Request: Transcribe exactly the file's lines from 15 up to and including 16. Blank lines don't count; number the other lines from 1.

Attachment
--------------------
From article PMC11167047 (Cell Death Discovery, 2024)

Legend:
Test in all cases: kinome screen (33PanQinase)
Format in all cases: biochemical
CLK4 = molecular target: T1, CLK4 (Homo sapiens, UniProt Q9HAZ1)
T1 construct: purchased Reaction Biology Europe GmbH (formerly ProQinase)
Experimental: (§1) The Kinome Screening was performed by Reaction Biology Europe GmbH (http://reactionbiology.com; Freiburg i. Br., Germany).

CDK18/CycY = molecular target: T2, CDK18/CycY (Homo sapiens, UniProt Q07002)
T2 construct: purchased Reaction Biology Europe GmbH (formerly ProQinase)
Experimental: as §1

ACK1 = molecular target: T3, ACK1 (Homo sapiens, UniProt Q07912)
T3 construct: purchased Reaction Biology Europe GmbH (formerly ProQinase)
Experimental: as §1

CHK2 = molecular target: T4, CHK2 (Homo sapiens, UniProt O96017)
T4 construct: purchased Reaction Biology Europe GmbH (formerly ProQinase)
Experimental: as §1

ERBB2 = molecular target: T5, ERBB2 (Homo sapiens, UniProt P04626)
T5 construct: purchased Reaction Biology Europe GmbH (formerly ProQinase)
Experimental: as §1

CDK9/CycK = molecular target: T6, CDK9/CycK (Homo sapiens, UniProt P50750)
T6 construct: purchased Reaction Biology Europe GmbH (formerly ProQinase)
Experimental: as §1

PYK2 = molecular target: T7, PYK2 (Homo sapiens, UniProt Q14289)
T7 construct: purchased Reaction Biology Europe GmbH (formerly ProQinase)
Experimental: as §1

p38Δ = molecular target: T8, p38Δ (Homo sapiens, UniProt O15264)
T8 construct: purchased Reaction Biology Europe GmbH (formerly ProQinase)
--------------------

T4 construct: purchased Reaction Biology Europe GmbH (formerly ProQinase)
Experimental: as §1